[William] wrote in to tell us about a project called ReactOS. The goal of the project is to create a free and open source operating system that is binary comparable with Windows XP. Yes, this project has been around for a very long time, but with Microsoft dropping support for XP, the ReactOS team could really use a few devs to get a beta out soon. If you know a bunch of low-level Windows stuff but haven’t ever contributed to an open source project, check out the developer’s wiki.

I’m [Johnny Knoxville] and this is electrostatic discharge


It looks like [Mehdi] is making a few instructional videos for EEs and those tinkering around with electricity. So far he has tutorials for making proper wiring connections, what not to do with ESD, how to take capacitors for granted, and demonstrating how electricity can kill you.

Penitent man shall pass…. Penitent man shall pass…

If gift giving were a contest, [Bradley] would win. His sister’s favorite movie is Indiana Jones and the Last Crusade, so when he needed to wrap a gift (a coffee cup, fittingly), he went all out. All the challenges required to obtain the Holy Grail are present in this present including the breath of God (needs more circular saws), the name of God (why was the letter ‘J’ even in the movie?), and the Leap of Faith (sand included).

Coming up for his sister’s birthday, a face-melting hair dryer.

Control your house by moving your arms like you’re directing traffic

This home automation project lets you flap your arms to turn things on and off. [Toon] and [Jiang] have been working on the concept as part of their Master’s thesis at University. It uses a 3D camera with some custom software to pick up your gestures. What we really like is the laser pointer which provides feedback. You can see a red dot on the wall which followers where ever he points. Each controllable device has a special area to which the dot will snap when the user is pointing close to it. By raising his other arm the selected object can be turned on or off.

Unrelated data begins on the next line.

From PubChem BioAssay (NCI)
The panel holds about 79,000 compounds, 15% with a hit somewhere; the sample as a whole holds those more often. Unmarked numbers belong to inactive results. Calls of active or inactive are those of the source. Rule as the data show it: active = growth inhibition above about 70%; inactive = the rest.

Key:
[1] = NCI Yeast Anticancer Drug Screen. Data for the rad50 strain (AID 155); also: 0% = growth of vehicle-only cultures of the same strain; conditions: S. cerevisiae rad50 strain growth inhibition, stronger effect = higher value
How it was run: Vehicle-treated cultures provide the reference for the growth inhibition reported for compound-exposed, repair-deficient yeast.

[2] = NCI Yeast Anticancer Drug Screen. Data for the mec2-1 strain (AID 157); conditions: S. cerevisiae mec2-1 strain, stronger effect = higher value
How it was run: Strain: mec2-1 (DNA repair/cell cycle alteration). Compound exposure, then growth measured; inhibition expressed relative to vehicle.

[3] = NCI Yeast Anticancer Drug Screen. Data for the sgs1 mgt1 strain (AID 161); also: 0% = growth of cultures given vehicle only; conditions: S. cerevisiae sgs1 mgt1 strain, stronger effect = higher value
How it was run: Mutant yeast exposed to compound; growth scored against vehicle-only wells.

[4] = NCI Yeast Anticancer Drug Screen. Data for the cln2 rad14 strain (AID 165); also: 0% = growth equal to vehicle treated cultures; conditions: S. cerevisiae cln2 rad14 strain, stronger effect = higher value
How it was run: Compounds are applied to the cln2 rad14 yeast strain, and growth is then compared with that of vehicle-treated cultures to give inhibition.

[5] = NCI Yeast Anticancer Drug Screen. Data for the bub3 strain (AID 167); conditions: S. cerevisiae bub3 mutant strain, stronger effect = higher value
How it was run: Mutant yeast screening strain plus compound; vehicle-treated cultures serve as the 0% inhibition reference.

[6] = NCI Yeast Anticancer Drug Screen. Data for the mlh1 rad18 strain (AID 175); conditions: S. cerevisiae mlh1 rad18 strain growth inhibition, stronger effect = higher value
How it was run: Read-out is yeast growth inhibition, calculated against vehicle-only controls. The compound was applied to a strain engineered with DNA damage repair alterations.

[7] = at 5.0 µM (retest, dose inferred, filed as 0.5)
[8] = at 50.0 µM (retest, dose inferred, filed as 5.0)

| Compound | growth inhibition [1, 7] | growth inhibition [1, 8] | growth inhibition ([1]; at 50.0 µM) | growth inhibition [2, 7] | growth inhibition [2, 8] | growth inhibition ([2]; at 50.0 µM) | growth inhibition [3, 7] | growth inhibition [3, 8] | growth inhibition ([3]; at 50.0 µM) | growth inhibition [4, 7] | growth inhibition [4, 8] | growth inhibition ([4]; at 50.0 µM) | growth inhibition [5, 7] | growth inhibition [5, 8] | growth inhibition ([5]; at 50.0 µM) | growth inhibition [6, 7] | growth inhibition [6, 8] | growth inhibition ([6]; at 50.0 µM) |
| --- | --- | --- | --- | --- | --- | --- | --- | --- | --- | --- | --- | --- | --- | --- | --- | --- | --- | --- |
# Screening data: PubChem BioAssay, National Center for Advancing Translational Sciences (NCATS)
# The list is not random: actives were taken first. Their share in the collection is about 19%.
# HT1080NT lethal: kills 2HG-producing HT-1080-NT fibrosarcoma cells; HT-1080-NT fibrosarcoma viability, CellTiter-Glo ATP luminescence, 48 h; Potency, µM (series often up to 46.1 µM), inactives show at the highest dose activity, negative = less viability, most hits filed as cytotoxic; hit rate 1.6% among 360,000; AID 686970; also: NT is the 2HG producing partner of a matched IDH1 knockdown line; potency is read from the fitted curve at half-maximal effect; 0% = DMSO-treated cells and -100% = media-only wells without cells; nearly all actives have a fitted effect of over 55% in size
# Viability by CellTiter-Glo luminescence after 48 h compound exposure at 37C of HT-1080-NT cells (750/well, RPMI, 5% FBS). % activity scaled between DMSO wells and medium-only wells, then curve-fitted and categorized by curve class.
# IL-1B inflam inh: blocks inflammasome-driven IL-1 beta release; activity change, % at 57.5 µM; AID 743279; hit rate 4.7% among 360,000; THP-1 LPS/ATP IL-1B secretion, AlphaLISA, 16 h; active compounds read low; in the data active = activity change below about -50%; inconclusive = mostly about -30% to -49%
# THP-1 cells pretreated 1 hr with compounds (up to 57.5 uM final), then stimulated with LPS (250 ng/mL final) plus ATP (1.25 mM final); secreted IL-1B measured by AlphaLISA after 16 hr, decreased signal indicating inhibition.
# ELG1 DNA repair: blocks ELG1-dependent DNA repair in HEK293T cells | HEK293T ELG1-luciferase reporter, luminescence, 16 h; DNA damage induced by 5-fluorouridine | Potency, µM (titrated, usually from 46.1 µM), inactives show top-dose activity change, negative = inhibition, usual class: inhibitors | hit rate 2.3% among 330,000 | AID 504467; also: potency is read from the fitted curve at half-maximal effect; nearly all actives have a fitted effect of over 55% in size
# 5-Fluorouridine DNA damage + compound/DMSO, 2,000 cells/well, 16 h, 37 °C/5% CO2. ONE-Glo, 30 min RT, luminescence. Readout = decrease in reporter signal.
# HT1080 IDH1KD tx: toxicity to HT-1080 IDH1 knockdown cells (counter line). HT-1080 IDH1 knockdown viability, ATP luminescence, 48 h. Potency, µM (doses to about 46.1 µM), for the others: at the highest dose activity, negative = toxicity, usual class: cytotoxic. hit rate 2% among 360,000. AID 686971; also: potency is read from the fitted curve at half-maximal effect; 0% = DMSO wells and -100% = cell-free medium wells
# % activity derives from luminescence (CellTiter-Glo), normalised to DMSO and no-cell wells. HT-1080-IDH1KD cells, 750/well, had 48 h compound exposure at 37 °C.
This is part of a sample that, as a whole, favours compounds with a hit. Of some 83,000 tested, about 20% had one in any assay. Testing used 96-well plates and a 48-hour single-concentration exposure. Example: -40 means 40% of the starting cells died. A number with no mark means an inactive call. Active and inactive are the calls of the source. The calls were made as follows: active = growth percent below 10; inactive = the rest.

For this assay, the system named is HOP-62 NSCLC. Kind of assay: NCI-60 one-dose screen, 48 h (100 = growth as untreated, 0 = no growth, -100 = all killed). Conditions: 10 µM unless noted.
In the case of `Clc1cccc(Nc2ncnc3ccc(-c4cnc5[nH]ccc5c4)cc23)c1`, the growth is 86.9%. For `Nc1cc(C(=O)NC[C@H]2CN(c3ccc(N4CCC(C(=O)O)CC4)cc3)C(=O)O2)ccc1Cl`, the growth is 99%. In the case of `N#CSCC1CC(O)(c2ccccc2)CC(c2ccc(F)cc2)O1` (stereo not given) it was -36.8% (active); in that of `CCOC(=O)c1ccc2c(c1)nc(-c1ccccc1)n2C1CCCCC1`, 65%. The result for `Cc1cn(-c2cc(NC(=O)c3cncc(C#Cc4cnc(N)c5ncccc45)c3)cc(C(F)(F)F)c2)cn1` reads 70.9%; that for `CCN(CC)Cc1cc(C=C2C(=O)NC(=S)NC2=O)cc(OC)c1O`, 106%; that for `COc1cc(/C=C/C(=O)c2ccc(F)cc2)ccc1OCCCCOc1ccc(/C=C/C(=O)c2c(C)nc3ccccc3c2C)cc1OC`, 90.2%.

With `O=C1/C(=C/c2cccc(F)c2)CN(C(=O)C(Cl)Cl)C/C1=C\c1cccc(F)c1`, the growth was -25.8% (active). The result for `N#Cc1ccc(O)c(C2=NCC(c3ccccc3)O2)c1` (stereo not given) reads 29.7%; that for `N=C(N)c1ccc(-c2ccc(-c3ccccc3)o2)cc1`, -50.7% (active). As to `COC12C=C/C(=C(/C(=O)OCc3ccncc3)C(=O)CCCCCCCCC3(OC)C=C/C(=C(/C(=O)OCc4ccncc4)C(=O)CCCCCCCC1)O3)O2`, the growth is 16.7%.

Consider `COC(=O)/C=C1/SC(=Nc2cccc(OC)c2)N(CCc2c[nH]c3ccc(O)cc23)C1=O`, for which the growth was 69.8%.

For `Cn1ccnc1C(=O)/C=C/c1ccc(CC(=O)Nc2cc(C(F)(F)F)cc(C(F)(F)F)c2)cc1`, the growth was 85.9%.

Take a look at the two videos after the break to get a good overview of the concept. We’d love to see some type of laser projector used instead of just a single dot. This way you could have a pop-up menu system. Imagine getting a virtual remote control on the wall for skipping to the next audio track, adjusting the volume, or changing the TV channel.

Continue reading “Control your house by moving your arms like you’re directing traffic”

Update: Laser-powered auto focus assist version 2

We don’t know if our feature from a couple of days gave [Adrian] a kick in the pants, or if he was just on target to finish is writeup this week, but he’s posted about version 2 of his laser auto focus assist project.

The original idea was to use an unfocused laser pointer dot to give his DSLR auto focus feature a kick in the pants since the built-in light doesn’t come back on when photographing moving subjects. The original version worked, but he had to operate the laser manually and the hardware was kind of spread out all over the camera.

The latest version (2.0) can be seen above, housed in a project box that mounts to the hot shoe and keeps everything together in one package. The laser operation is now automatic, coming on when the shutter trigger is depressed half way, or when the auto focus enable button is depressed. The controls on the project box include an on/off switch as well as a potentiometer which varies the intensity of the laser.

It looks like this won’t be the last version of the hardware that we see. [Adrian] covers a few outstanding problems in his post. Most notably, the laser light is still a bit too strong. At a recent live event, another photographer took issue with the fact that his images included the red splotch from [Adrian’s] diy hardware.